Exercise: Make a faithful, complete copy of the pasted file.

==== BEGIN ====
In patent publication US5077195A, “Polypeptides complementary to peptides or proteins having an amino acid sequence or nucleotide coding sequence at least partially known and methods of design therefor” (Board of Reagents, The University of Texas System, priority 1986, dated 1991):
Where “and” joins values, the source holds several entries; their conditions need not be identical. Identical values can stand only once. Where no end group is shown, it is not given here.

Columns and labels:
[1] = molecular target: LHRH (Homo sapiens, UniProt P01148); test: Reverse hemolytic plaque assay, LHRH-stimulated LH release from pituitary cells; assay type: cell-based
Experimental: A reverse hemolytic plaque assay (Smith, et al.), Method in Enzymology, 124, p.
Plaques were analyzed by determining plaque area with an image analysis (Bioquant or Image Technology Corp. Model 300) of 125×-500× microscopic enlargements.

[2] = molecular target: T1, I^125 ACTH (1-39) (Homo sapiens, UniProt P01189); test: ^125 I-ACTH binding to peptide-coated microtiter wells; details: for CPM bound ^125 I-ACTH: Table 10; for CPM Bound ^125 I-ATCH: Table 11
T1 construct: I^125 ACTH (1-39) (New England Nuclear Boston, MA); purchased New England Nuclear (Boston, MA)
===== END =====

In patent publication US5077195A, “Polypeptides complementary to peptides or proteins having an amino acid sequence or nucleotide coding sequence at least partially known and methods of design therefor” (Board of Reagents, The University of Texas System, priority 1986, dated 1991):
Where “and” joins values, the source holds several entries; their conditions need not be identical. Identical values can stand only once. Where no end group is shown, it is not given here.

Columns and labels:
[1] = molecular target: LHRH (Homo sapiens, UniProt P01148); test: Reverse hemolytic plaque assay, LHRH-stimulated LH release from pituitary cells; assay type: cell-based
Experimental: A reverse hemolytic plaque assay (Smith, et al.), Method in Enzymology, 124, p.
Plaques were analyzed by determining plaque area with an image analysis (Bioquant or Image Technology Corp. Model 300) of 125×-500× microscopic enlargements.

[2] = molecular target: T1, I^125 ACTH (1-39) (Homo sapiens, UniProt P01189); test: ^125 I-ACTH binding to peptide-coated microtiter wells; details: for CPM bound ^125 I-ACTH: Table 10; for CPM Bound ^125 I-ATCH: Table 11
T1 construct: I^125 ACTH (1-39) (New England Nuclear Boston, MA); purchased New England Nuclear (Boston, MA)